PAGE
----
Saturday, February 26, 2011

Appetite for Destruction

Reflecting the Blackboard topic from last week, I decided to check out some of the rap videos created during the 90s. As a person that grew up on MTV (when they still aired these things called music videos), I noticed a trend of increasing censorship on what you could say and/or do in a video. One of the key differences between the rap videos of old and new is the prevalence of weapons. In the early 90's, it wasn't unusual to see a gun being flashed at an enemy or shown in the waistline of a party attendee. Lately, rap artists have toned down the violence that appears and music videos so that they can be aired on mainstream television. Of course, there are the videos that never make it to TV, but those tend to be of much lower quality.

In the embedded music video, N.W.A takes on a mobster-esque appearance that pays homage to the organized crime of the early 1900s. As we touched on briefly, rappers often appeal to glorified criminals and mobsters in order to bolster their personas as individuals that are not to be provoked. The various weaponry in the video pale in comparison to the lyrics in this song, in which the members of N.W.A. express their opinions on their individual fearlessness and the necessity of murder to prove a point. In the final bars of the song, Eazy E claims to possess the "10 Commandments of a Hip Hop Thugster...known as a thief and murderer." The commandments, which vary slightly depending the lyric site you visit, discuss what it takes to be a real gangsta (further discussion on this in a future post). Basically, the rules highlight and conclude with Eazy E's "appetite to kill," which is a brief description of the song as a whole.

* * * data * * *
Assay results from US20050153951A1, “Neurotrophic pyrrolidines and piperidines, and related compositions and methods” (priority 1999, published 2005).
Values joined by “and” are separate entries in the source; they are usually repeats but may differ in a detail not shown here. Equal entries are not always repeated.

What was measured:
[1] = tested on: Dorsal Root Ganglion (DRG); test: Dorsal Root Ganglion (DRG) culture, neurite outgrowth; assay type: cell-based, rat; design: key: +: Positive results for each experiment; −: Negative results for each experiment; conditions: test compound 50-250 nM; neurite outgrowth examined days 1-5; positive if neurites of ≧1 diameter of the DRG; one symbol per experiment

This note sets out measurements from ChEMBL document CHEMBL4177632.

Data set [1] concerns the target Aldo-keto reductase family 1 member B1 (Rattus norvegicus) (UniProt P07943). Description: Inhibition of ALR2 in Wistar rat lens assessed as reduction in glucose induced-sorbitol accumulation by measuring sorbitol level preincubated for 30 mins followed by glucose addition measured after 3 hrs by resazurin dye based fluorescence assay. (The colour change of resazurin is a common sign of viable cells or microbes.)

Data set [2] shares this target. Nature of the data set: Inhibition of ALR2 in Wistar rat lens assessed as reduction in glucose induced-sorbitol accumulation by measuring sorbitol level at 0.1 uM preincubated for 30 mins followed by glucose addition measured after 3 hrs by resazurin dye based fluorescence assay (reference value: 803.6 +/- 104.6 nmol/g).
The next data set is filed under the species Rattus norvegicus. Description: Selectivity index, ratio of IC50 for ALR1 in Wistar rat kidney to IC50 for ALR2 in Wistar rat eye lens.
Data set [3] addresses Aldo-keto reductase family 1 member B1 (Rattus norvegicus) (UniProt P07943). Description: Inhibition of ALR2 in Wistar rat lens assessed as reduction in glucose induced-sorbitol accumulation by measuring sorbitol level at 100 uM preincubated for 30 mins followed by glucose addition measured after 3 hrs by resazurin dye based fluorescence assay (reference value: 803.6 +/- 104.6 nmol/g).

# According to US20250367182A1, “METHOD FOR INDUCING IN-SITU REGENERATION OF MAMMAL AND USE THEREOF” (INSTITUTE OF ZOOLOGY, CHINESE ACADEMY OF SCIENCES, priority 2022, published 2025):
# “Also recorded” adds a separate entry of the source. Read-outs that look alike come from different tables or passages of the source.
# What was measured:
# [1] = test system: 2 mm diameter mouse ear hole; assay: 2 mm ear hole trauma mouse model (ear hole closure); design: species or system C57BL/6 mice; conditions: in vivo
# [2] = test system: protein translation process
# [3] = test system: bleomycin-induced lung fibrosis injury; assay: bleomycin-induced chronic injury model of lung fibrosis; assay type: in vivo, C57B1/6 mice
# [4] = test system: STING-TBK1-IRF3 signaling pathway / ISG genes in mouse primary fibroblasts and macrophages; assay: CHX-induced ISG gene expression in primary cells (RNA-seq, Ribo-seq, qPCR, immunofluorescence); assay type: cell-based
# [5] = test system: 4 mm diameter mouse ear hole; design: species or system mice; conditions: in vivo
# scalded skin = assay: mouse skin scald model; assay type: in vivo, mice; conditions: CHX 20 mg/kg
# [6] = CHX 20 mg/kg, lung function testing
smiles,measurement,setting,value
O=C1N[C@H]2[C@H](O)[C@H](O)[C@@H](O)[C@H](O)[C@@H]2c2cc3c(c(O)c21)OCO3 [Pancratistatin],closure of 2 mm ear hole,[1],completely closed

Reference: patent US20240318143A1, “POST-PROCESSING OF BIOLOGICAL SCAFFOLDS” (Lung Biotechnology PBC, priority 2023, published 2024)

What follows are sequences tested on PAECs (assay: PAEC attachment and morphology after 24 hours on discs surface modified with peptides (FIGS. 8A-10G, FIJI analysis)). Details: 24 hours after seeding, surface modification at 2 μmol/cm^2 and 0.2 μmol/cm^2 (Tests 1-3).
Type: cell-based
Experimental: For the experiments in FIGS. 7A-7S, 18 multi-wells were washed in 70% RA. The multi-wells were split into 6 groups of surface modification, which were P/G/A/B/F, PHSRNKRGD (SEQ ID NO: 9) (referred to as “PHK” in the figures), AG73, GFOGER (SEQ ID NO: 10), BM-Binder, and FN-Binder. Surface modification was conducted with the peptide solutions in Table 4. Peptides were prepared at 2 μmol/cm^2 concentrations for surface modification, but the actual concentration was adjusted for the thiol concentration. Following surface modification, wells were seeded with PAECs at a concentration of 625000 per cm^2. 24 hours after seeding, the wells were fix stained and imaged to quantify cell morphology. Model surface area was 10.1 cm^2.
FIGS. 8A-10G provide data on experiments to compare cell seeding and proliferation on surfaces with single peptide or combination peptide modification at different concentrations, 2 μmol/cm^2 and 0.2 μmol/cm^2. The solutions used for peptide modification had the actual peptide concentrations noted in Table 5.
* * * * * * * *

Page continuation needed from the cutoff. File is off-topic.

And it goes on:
This overuse of violence in a music video and depiction of a gangster lifestyle is what originally put rap artists in a very bad light in America. Despite the accuracy of their lyrics on describing life where they came from, it did not promote a better standing for inner-city individuals, especially African-Americans struggling to free themselves from gang violence, because these rappers constantly advocated violence and murder. Has the decline in violent rap lyrics and videos led to safer neighborhoods and a decrease in inner-city violence? It would be tough to measure this accurately, but it does appear rap videos like this are simply memories of a different era in rap history.

1 comment:

  1. I may be coming from way out in left field with my comment, but I think the decreasing prevalence of references to street violence and hardship in videos today is partly a function of the current geo-political landscape today. I think 9/11 really turned the nation's focus toward the security of our borders and air space as well as the delicate situation involving religious extremism in the middle east and europe.

    But going back to the social commentary common in 90's rap...I think that violence does indeed breed violence, so I'm inclined to agree with your statement that the irony of rappers advocating violence limits the credibility of their intent


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